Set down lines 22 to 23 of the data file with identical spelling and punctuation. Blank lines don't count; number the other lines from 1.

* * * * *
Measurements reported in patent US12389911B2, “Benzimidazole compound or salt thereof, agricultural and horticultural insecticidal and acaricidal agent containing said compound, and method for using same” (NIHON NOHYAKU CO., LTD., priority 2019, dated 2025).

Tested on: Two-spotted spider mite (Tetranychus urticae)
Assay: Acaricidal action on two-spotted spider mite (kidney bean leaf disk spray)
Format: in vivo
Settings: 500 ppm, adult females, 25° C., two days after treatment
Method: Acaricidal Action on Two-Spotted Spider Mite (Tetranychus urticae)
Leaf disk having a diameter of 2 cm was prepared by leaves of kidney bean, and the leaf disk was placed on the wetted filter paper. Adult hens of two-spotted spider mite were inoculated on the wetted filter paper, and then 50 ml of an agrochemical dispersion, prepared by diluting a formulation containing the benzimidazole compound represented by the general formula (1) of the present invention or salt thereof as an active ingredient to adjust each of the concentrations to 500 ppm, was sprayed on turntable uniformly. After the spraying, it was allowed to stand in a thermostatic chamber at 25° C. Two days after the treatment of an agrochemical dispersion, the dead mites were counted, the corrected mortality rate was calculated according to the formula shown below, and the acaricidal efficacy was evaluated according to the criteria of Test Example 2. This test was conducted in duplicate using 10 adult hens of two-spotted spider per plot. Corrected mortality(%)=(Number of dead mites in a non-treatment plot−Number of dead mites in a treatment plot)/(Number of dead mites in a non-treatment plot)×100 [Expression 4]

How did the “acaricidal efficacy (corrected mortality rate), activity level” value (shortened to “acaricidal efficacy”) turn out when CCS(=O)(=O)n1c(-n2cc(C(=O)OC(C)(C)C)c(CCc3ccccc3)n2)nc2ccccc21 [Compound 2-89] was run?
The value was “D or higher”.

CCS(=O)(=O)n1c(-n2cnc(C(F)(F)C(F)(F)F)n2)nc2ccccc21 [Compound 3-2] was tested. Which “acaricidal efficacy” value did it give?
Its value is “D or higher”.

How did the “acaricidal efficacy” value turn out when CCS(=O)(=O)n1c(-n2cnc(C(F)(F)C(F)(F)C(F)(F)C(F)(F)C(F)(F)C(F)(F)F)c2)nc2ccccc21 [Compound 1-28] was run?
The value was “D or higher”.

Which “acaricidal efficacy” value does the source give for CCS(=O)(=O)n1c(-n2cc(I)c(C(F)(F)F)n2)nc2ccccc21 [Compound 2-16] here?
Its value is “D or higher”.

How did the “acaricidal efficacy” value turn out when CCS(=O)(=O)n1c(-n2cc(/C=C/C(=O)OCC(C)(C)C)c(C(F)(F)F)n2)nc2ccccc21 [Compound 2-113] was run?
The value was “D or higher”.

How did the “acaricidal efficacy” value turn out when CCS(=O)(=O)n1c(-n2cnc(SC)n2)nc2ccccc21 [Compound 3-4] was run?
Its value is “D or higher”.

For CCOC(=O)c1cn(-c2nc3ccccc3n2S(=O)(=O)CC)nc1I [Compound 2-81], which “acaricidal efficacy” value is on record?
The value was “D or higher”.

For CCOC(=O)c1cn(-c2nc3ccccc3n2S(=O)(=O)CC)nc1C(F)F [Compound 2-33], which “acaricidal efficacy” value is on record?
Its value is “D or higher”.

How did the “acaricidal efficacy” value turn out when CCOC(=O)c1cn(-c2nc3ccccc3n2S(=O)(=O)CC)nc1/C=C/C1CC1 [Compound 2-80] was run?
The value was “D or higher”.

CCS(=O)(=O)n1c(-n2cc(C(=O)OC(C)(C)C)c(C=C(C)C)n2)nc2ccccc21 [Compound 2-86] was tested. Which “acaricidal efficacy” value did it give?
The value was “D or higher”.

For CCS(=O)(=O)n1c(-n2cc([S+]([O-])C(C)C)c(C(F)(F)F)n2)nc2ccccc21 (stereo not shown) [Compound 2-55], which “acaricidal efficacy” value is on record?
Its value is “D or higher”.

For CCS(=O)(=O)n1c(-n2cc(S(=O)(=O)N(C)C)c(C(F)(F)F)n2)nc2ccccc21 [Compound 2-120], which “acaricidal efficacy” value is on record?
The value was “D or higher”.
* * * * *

For CCOC(=O)c1cn(-c2nc3ccccc3n2S(=O)(=O)CC)nc1C(F)F [Compound 2-33], which “acaricidal efficacy” value is on record?
Its value is “D or higher”.